Multirater agreement of the causes of anterior cruciate ligament reconstruction failure: a radiographic and video analysis of the MARS cohort
Am J Sports Med
BACKGROUND: Anterior cruciate ligament (ACL) reconstruction failure occurs in up to 10% of cases. Technical errors are considered the most common cause of graft failure despite the absence of validated studies. Limited data are available regarding the agreement among orthopaedic surgeons regarding the causes of primary ACL reconstruction failure and accuracy of graft tunnel placement. HYPOTHESIS: Experienced knee surgeons have a high level of interobserver reliability in the agreement about the causes of primary ACL reconstruction failure, anatomic graft characteristics, and tunnel placement. STUDY DESIGN: Cohort study (diagnosis); Level of evidence, 3. METHODS: Twenty cases of revision ACL reconstruction were randomly selected from the Multicenter ACL Revision Study (MARS) database. Each case included the patient's history, standardized radiographs, and a concise 30-second arthroscopic video taken at the time of revision demonstrating the graft remnant and location of the tunnel apertures. All 20 cases were reviewed by 10 MARS surgeons not involved with the primary surgery. Each surgeon completed a 2-part questionnaire dealing with each surgeon's training and practice, as well as the placement of the femoral and tibial tunnels, condition of the primary graft, and the surgeon's opinion as to the causes of graft failure. Interrater agreement was determined for each question with the kappa coefficient and the prevalence-adjusted, bias-adjusted kappa (PABAK). RESULTS: The 10 reviewers have been in practice an average of 14 years and have performed at least 25 ACL reconstructions per year, and 9 were fellowship trained in sports medicine. There was wide variability in agreement among knee experts as to the specific causes of ACL graft failure. When participants were specifically asked about technical error as the cause for failure, interobserver agreement was only slight (PABAK = 0.26). There was fair overall agreement on ideal femoral tunnel placement (PABAK = 0.55) but only slight agreement on whether a femoral tunnel was too anterior (PABAK = 0.24) and fair agreement on whether it was too vertical (PABAK = 0.46). There was poor overall agreement for ideal tibial tunnel placement (PABAK = 0.17). CONCLUSION: This study suggests that more objective criteria are needed to accurately determine the causes of primary ACL graft failure as well as the ideal femoral and tibial tunnel placement in patients undergoing revision ACL reconstruction.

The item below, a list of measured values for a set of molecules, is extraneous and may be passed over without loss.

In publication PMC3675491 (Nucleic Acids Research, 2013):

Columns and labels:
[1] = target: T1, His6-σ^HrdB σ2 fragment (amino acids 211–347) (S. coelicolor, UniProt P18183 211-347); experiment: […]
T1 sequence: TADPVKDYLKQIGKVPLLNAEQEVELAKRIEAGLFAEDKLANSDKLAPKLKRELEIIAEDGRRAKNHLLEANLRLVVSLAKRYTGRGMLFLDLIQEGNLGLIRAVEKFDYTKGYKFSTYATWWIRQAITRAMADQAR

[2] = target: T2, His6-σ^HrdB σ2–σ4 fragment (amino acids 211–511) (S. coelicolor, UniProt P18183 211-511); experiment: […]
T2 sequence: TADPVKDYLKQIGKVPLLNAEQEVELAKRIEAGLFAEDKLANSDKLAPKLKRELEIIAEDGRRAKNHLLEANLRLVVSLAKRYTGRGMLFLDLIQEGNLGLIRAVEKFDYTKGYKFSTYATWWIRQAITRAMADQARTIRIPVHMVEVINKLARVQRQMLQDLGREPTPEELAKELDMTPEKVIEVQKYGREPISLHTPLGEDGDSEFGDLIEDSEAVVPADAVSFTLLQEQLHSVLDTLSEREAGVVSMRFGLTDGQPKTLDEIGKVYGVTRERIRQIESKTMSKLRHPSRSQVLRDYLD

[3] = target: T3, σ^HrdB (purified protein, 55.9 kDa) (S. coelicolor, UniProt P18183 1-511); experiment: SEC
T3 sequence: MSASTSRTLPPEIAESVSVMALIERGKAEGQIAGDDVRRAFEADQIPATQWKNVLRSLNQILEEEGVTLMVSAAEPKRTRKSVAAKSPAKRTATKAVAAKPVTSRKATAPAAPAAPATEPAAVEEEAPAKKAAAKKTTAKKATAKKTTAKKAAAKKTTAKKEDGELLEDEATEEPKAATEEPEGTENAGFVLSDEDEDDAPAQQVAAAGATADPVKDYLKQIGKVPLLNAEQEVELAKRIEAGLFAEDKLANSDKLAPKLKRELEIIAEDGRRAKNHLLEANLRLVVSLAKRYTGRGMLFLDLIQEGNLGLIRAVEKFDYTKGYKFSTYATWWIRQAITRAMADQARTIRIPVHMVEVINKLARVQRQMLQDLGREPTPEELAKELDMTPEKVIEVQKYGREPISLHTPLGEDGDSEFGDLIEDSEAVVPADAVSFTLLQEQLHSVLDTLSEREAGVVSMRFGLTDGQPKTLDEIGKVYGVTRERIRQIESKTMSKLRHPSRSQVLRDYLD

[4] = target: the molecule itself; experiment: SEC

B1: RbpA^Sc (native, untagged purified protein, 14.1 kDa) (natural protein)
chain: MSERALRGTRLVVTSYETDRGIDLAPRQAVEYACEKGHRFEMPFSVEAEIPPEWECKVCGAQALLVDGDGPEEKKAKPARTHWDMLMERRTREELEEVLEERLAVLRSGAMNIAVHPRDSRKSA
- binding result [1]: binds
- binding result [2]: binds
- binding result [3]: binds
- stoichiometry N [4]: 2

School of Medicine